Pappus' Collection, Book III: doubting a standard translation of one sentence
I'm trying to understand the opening philosophical/methodological remarks in Book III of the Collection of the geometer Pappus of Alexandria, and I suspect that the concluding sentence of these remarks could have been misunderstood in standard translations. It reads:
ἑὰν δὲ προσποιούμενος ᾗ τὰ μαθήματά πως ἀπείρως προβάλλων, οὐκ ἔστιν αἰτίας ἔξω.
Taking into account context and grammar, I suspect that this translates roughly as
"If however one somehow ineptly puts forward something claimed as a piece of knowledge, he is not without blame."
This is very different from three published translations of these opening remarks that I'm aware of, and they nearly agree with each other on this sentence. For example, the latest one reads
"But should he, at the same time, pretend to know something in mathematics and so to speak cast forward something in an inexperienced way, he is not without blame"
Now I don't see where in the Greek text they find anything like "to know" and "and"; conversely, nothing in their translations seems to correspond to the word ᾗ. If ᾗ were a verb (from εἰμί or ἵημι), then wouldn't it be in the infinitive? In any case, εἰμί and ἵημι don't seem to admit the meaning of "know".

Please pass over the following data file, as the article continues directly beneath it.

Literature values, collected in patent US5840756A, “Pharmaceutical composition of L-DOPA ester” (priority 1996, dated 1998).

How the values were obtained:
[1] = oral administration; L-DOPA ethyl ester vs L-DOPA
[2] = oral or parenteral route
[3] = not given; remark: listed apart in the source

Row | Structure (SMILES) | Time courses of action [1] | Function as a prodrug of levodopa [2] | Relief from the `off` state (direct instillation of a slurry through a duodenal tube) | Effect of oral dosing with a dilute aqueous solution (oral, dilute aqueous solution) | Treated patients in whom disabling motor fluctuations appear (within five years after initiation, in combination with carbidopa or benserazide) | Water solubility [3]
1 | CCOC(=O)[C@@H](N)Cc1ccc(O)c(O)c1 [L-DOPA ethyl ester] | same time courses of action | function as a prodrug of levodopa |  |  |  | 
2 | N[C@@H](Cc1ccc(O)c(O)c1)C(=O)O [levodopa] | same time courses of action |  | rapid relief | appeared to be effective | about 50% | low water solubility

Here is the full passage:
The translation above quoted is from
p.119 in A. Bernard, Sophistic Aspects of Pappus's Collection, Archive for History of Exact Sciences 57 (2003), 93-150
The other two translations are in
p.566 in Volume 2 of I. Thomas, Selections Illustrating the History of Greek Mathematics, Harvard Univ. Press, 1939;
p.170 in S. Cuomo, Pappus of Alexandria and the Mathematics of Late Antiquity, Cambridge University Press, 2000.
I would be very grateful if someone could either confirm my reading (or suggest a better one) or explain why Bernard, Thomas and Cuomo translated it the way they did. Thank you.